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Five years ago if you had said the name Jonathan Hickman most people would have scratched their head and wonder who you were talking about. In 2006, Hickman broke into the comic scene with an Image title “The Nightly News” a comic about a terrorist cell made up of Americans fighting against the media as a whole. The art and design was heavily influenced by graphic design and print ads which resulted in a comic book like nothing else scene at the time. Hickman put so much on the page that you literally had to sit and absorb all the information he was giving you. If this had been any other writer it would have been forgettable and annoying, but something about the intricate design made it beyond interesting.
Flash forward to present day and he is the man responsible for killing Johnny Storm. It’s a shame that Marvel’s miss handling of the story has tainted one of the most meaningful comic character deaths of all time. But how did Hickman go from a no name writer/artist at Image to one of Marvel’s top Writers with an exclusive contract? Well we’d have to go back to the Nightly News.
The Nightly News spread like wildfire. After it was nominated for an Eisner award (the comic industries equivalent to the Oscars) Hickman launched his next controversial comic Pax Romana. This series also 100% crafted by Hickman was about a military team sent back in time to change the past to better represent what the Catholic Church wanted for the world. They are sent back to the Roman era where they execute their mission. After that Hickman launched two more series with Image: Transhuman and Red Mass for Mars. All three series shipped roughly during the same time and each was completely different from each other showing his range and diversity. They were also we reseached to the absolute point of believeablity.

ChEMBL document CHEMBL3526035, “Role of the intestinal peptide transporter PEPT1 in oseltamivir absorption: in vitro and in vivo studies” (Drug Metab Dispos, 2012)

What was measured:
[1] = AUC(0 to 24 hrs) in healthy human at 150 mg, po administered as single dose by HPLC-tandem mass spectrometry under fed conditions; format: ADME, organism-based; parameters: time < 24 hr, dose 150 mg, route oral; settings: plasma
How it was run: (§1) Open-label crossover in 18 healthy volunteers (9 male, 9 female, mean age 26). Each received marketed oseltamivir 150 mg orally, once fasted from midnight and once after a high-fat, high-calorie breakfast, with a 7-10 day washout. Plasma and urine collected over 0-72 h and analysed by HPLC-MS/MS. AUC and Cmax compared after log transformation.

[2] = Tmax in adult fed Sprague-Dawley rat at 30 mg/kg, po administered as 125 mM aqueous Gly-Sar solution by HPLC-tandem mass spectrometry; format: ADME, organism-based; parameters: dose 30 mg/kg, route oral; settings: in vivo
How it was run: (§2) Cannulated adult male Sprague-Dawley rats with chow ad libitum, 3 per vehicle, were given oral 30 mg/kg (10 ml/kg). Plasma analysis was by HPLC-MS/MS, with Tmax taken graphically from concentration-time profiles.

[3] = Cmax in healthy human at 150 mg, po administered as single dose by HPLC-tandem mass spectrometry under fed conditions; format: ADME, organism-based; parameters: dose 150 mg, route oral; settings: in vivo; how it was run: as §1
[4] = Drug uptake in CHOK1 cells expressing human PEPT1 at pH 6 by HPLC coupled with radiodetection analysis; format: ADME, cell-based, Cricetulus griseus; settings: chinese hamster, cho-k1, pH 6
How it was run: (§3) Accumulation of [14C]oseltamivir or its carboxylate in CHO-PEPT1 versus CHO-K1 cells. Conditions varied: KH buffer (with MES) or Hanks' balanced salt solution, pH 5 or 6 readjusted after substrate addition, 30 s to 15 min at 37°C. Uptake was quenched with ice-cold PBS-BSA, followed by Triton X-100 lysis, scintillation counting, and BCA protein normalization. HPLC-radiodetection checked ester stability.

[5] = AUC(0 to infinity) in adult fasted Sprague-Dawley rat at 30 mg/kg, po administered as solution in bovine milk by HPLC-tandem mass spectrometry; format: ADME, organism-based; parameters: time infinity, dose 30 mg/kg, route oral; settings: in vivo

Sprinkled in the middle of the books was some work done at Marvel which I’m sure is what put him on their radar, but he wasn’t in the door yet. After his three Images books were mostly done (except Red Mass for Mars), Hickman tried his hand at Top Cow’s Pilot Season writing the “Core” with Kenneth Rocafort (Velocity). Unfortunately for me the series didn’t win and instead lost out to “Twilight Guardian” and “Genius”. I think Top Cow might be kicking themselves for not picking three pilots that year.
Then came the big time with Marvel as he co-wrote Secret Warriors with Brian Michael Bendis. A story about a group of undiscovered kids with superpowers that Nick Fury found and trained after discovering the world had been invaded by the Skrull. Since then Hickman has remained on the series and has killed practically every character to star in the book with a handful of exceptions. He’s also managed to make Nick Fury the most bad ass person in the Marvel Universe as he fights a war between the Hydra and Leviathan. The series remains as some of his best work. He then launched a book that tied into Secret Warriors called S.h.i.e.l.d. telling the secret history of the organization and the hidden past of the Marvel Universe.
What really made Hickman a house hold name is his work on Fantastic Four. I recall their being a lot of excitement when his predicessor Mark Millar and Bryan Hitch took over on Fantastic Four… until everyone read the series. The question then became, “Who will take over after this train wreck is done?” The thing about Millar is that he doesn’t stay on one title for very long, he’s more of an “in the moment” writer. Well Marvel didn’t disappoint as they named recent Marvel exclusives Hickman and Dale Eaglesham the new creative team for the book.
Hickman took an approach different from any other writer on the series. He chose to focus on the family and their relationships in a very subtle and realistic way. Sue wasn’t constantly nagging on Reed for being in the lab too much because she knew that that was who her husband was and accepted it. Ben never stayed mad at Johnny for busting jokes about him, because he knew that he was his best friend and all of this was shown not through words… but emotions.
Hickman also changed the “adventure of the week” format that had become common on the series. Instead he opted for a series of one-shots that could be read on their own, but tied into a much larger picture. Hickman’s endgame for the Fantastic Four finally concludes after seventeen issues and the death of Johnny Storm, but only to usher the Fantastic Four into a new era. Rebranded as the Future Foundation, Hickman has done something no other writer has been able to do with the Fantastic Four… change them!